Abstract: This paper shows that linear consumption taxes are a powerful tool to implement efficient redistribution. We derive this result in an estimated life-cycle economy with labor and capital income risk that reproduces the distribution of income and wealth in the United States. Optimal policy calls for raising all fiscal revenues from consumption, and providing social insurance via a highly progressive wage tax schedule. Capital income and wealth should not be taxed. This policy reduces inequality and increases productivity, and brings large welfare gains both relative to the status-quo and to the case where consumption is not taxed. More than two-thirds of these gains are due to redistribution. Considering transitional dynamics, we show that our reform also generates large welfare gains in the short run.
    Keywords: optimal policy; inequality; consumption taxation; life-cycle; entrepreneurs
    JEL: E62 H21 H24
    Date: 2022–11
  5. By: Claire Océane Chevallier (Université du Luxembourg (Extramural Research Fellow)); Sarah El Joueidi (American University of Beirut and Université du Luxembourg (Extramural Research Fellow))
    Abstract: This paper develops a dynamic general equilibrium model in innite ho- rizon, with an endogenous banking sector, market sensitive regulatory con- straints, and in which deterministic rational housing bubbles may emerge. We are interested in the conditions under which housing bubbles may emerge and their impact on the economy. We show that 1) when agents face a LTV regulation, two dierent equilibria may emerge and coexist: a bubbleless and a housing bubble equilibria; 2) housing bubbles increase banks' size; 3) when banks face operational costs, housing bubbles reduce welfare. In an extension of the model we introduce a stochastic banking bubble and show that the combination of two market sensitive macroprudential regu- lations, LTV and VaR regulations, allows housing and banking bubbles to arise simultaneously. Their interaction amplies banks' balance sheet size. The welfare impact is positive.
    Keywords: "Banking bubble; Dynamic general equilibrium; Housing bubbles; Innitely lived agents; Loan-to-Value; Market sensitive regulations."
    JEL: E44 E60 G1 G21 G21
    Date: 2022
  6. By: Marco Bassetto (Federal Reserve Bank of Minneapolis); Wei Cui (University College London; Centre for Macroeconomics (CFM))
    Abstract: We study optimal taxation in an economy with financial frictions, in which the government cannot directly redistribute towards the agents in need of liquidity but otherwise has access to a complete set of linear tax instruments. We establish a stark result. Provided this is feasible, optimal policy calls for the government to increase its debt, up to the point at which it provides sufficient liquidity to avoid financial constraints. In this case, capital-income taxes are zero in the long run, and the returns on government debt and capital are equalized. However, if the fiscal space is insufficient, a wedge opens between the rates of return on government debt and capital. In this case, optimal long-run tax policy is driven by a trade-off between the desire to mitigate financial frictions by subsidizing capital and the incentive to exploit the quasi-rents accruing to producers of capital by taxing capital instead. This latter incentive magnifies the wedge between rates of return on government debt and capital. It also makes it optimal to distort downward the interest rate on government debt in periods of high government spending.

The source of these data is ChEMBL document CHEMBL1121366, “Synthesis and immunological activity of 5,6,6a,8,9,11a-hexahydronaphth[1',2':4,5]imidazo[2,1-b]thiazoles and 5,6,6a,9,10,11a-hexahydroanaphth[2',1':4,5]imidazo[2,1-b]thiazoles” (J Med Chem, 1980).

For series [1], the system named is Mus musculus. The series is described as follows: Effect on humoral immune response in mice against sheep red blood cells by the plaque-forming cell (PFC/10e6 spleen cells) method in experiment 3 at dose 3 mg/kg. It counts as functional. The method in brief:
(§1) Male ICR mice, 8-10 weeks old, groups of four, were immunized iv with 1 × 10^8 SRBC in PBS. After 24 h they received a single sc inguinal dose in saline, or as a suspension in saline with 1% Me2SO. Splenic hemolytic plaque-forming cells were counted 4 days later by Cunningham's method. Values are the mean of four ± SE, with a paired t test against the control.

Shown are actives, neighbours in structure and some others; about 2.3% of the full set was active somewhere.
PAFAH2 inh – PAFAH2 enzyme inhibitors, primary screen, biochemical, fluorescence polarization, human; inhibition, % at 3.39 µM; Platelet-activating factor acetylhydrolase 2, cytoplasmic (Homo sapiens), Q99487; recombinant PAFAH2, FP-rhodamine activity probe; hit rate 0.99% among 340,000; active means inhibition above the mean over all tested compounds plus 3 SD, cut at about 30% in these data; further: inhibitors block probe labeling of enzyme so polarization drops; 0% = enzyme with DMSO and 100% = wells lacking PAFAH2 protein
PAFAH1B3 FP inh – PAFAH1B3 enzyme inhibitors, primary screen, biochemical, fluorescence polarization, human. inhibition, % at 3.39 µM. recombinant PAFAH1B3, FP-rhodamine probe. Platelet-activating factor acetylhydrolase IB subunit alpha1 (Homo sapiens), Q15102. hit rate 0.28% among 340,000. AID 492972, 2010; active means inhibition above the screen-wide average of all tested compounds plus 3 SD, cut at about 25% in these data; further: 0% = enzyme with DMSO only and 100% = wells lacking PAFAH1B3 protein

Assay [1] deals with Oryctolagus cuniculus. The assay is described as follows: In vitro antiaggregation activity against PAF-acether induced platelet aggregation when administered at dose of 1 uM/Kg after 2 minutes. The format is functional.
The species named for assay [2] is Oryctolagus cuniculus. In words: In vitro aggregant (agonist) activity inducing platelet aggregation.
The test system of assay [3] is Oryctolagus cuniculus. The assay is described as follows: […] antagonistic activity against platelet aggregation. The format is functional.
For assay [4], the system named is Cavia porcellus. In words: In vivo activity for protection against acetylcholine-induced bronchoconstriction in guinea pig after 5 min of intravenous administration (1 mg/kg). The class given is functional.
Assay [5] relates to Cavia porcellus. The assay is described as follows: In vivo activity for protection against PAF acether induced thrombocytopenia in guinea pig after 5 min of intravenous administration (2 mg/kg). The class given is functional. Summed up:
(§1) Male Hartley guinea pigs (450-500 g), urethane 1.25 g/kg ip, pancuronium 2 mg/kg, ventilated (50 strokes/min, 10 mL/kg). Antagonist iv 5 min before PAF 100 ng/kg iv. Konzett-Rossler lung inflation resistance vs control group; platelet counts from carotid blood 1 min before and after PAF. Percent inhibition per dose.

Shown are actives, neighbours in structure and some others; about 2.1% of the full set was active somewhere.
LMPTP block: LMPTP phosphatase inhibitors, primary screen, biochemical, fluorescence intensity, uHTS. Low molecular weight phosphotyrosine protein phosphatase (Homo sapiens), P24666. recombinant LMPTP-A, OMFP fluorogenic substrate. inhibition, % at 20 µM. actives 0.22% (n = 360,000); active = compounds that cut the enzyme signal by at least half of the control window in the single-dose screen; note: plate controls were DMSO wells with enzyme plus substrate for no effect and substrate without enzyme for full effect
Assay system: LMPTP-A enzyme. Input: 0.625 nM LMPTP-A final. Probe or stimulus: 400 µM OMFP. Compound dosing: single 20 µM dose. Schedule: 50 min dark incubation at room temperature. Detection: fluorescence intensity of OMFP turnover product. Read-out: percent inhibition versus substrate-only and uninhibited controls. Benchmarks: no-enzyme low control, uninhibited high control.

Keywords: Financing Constraints; Asset Directed Search; Capital Tax; Low Interest Rates; Optimal Level of Government Debt
    JEL: E22 E44 E62
    Date: 2021–02
  7. By: Spiros Bougheas; Pasquale Commendatore; Laura Gardini; Ingrid Kubin
    Abstract: We introduce a banking sector and heterogeneous agents in the Matsuyama et al. (2016) dynamic over-lapping generations neoclassical model with good and bad projects. The model captures the benefits and costs of an advanced banking system which can facilitate economic development when allocates resources to productive activities but can also hamper progress when invests in projects that do not contribute to capital formation. When the economy achieves higher stages of development it becomes prone to cycles. We show how the disparity of incomes across agents depends on changes in both the prices of the factors of production and the reallocation of agents across occupations.
    Keywords: banks; financial innovation; economic development; business cycles; income inequality
    Date: 2022
  8. By: Michał Brzoza-Brzezina (SGH Warsaw School of Economics); Grzegorz Wesołowski (University of Warsaw, Faculty of Economic Sciences)
    Abstract: This paper argues that not only actual lockdowns can affect economies, but also noisy information about them. We construct a New Keynesian model with imperfect information about how long the lockdown would last. On the one hand, a false signal about the lockdown lowers consumption, investment, employment and output and this effect can be quantitatively sizable. On the other hand, a true information about a lockdown being introduced can also be misinterpreted and hence cause an impact on agents' decisions being quantitatively different from the one desired by the authorities. To the extent that the latter have less noisy information about future lockdowns than the private sector, they can reduce these undesired fluctuations by precisely communicating the lockdown policy. Importantly, under some circumstances only radical improvements in information precision are successful.
    Keywords: Covid-19, lockdown, imperfect information, communication
    JEL: D83 E32 E61 E65 I18 J21
    Date: 2021
  9. By: Franck M. Adobo; Barış Alpaslan